Used as an index to determine metabolic activity and renal function. Needed in blood-clotting mechanism, regulates neuromuscular activity, acts as cofactor that modifies activity of many enzymes, and has effect on calcium metabolism. Long-term parenteral nutrition therapy or excessive fluid loss may decrease calcium levels.

Hypomagnesemia: Risk factors: Malnutrition, Alcohol ingestion (Mg excretion) Subjective/Objective Data: Increased nerve impulse transmission (hyperactive deep tendon reflexes, parasthesias, muscle tetany), positive Chvostek's and Trousseau's signs; Hypoactive bowel sounds, constipation, abdominal distension, paralytic ileus.


1.8 -- 3.0 mg/dL Hypocalcemia Risk factors: Malabroption syndromes (Crohn's disease), Hypoalbuminemia, End-stage kidney disease, Post thyroidectomy, Hypoparathyroidism, Inadequate intake, Vitamin D deficiency, Pancreatitis, Hyperphosphatemia, Meds that block parathyroid Cation absorbed into bloodstream from dietary sources and functions function, cause hyperphosphatemia, chelate calcium, or prevent Ca in bone formation, nerve impulse transmission, and contraction of absorption; Sepsis myocardial and skeletal muscles. Subjective/Objective Data: Paresthesia of fingers/lips, Muscle Aids in blood clotting by converting prothrombin to thrombin. twitches/tetany, Frequent, painful muscle spasms at rest, Hyperactive deep tendon reflexes, Positive Chvostek's sign, Positive Trousseau's sign, Decreased myocardial contractility (decrease HR and hypotension), Hyperactive bowel sounds, diarrhea, adbdominal cramping Hypophosphatemia: Accompanied by increase in serum calcium level (see hypercalcemia) Causes: Insufficient phosphorus intake, Increased excretion (Hyperparathyroidism, Malignancy, Use of magnesium-based or Important in bone formation, energy storage and release, urinary acidaluminum hydroxide-based antacids), Intracellular shift base buffering, and carbohydrate metabolism. (Hyperglycemia, Respiratory Alkalosis) Absorbed from food and excreted in kidneys. Assessment: Decreased contractility and cardiac output, Slowed High concentrations are stored in bone and skeletal muscle. peripheral pulses, Shallow respirations, Weakness, Decreased deep tendon reflexes, Decreased bone density, Rhabdomyolysis, Irritability, Confusion, Seizures, Decreased platelet aggregation and increased bleeding, Immunosuppression.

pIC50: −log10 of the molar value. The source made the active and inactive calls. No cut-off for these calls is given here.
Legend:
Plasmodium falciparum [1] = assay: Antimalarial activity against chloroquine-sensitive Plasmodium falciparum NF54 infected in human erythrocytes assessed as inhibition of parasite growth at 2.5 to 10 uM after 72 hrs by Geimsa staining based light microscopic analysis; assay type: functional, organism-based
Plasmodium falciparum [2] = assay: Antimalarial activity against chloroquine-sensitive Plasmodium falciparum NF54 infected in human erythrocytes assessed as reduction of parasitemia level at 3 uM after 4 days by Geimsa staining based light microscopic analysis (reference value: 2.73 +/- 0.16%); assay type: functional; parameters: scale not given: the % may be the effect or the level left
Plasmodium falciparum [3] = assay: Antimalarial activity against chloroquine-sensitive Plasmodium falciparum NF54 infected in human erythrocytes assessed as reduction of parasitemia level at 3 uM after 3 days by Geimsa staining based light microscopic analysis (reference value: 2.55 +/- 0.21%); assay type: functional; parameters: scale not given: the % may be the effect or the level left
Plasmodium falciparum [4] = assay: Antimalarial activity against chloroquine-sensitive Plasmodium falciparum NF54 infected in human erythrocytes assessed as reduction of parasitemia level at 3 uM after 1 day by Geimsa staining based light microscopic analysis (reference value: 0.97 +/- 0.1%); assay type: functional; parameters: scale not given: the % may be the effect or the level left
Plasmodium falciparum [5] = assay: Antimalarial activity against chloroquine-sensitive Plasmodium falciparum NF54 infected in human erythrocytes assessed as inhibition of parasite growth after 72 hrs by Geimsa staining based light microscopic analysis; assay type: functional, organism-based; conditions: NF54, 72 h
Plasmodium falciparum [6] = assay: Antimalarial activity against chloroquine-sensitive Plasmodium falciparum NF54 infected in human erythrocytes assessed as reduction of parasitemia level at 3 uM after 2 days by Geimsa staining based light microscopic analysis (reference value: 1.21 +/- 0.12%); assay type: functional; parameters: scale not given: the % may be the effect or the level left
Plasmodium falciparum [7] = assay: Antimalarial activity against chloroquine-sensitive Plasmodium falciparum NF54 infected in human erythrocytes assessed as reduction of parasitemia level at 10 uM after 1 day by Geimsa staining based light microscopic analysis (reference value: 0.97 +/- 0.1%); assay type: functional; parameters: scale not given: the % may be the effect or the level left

Total Calcium

8.6 -- 10 mg/dL


2.7 -- 4.5 mg/dL

Hyperphosphatemia: Most systems tolerate elevated levels well. Accompanied by a decrease in serum calcium level (see hypocalcemia) Causes: decreased renal excretion resulting from renal insufficiency, Tumor lysis syndrome, Increased intake of phosphorus, Hypoparathyroidism Assessment: see Hypocalcemia

or Lactate - Arterial Blood Lactate - Venous Blood

2.5 -- 4.5 mg/dL 0.5 -- 2.0 mmol/L .5 -- 1.5 mmol/L Cholesterol present in all body tissues. Increased cholesterol levels, LDL levels, and triglyceride levels place client at risk for coronary artery disease. Major component of LDLs, brain and nerve cells, cell membranes, and gallbladder stones.

Cholesterol TOTAL

desired less than 200 mg/dL

Cholesterol - LDL (low-density lipoprotein) Cholesterol - HDL (high-density lipoprotein) Triglycerides